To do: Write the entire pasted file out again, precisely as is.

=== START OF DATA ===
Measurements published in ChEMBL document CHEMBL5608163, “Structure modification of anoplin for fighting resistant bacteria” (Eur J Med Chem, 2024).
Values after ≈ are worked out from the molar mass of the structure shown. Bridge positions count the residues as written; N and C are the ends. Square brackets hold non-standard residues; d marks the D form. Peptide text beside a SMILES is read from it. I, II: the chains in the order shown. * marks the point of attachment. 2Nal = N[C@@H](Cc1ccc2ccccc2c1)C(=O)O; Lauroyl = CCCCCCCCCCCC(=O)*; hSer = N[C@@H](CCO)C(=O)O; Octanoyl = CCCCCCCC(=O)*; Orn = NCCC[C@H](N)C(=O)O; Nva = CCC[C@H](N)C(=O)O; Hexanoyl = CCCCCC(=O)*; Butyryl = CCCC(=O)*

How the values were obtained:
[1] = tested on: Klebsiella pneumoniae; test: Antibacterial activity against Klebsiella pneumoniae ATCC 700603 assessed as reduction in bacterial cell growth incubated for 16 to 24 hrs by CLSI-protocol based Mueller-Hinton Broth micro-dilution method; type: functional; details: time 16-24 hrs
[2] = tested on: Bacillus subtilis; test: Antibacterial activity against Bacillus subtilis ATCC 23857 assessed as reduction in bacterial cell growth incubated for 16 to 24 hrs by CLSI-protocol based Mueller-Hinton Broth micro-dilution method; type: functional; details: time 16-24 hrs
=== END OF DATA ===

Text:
Measurements published in ChEMBL document CHEMBL5608163, “Structure modification of anoplin for fighting resistant bacteria” (Eur J Med Chem, 2024).
Values after ≈ are worked out from the molar mass of the structure shown. Bridge positions count the residues as written; N and C are the ends. Square brackets hold non-standard residues; d marks the D form. Peptide text beside a SMILES is read from it. I, II: the chains in the order shown. * marks the point of attachment. 2Nal = N[C@@H](Cc1ccc2ccccc2c1)C(=O)O; Lauroyl = CCCCCCCCCCCC(=O)*; hSer = N[C@@H](CCO)C(=O)O; Octanoyl = CCCCCCCC(=O)*; Orn = NCCC[C@H](N)C(=O)O; Nva = CCC[C@H](N)C(=O)O; Hexanoyl = CCCCCC(=O)*; Butyryl = CCCC(=O)*

How the values were obtained:
[1] = tested on: Klebsiella pneumoniae; test: Antibacterial activity against Klebsiella pneumoniae ATCC 700603 assessed as reduction in bacterial cell growth incubated for 16 to 24 hrs by CLSI-protocol based Mueller-Hinton Broth micro-dilution method; type: functional; details: time 16-24 hrs
[2] = tested on: Bacillus subtilis; test: Antibacterial activity against Bacillus subtilis ATCC 23857 assessed as reduction in bacterial cell growth incubated for 16 to 24 hrs by CLSI-protocol based Mueller-Hinton Broth micro-dilution method; type: functional; details: time 16-24 hrs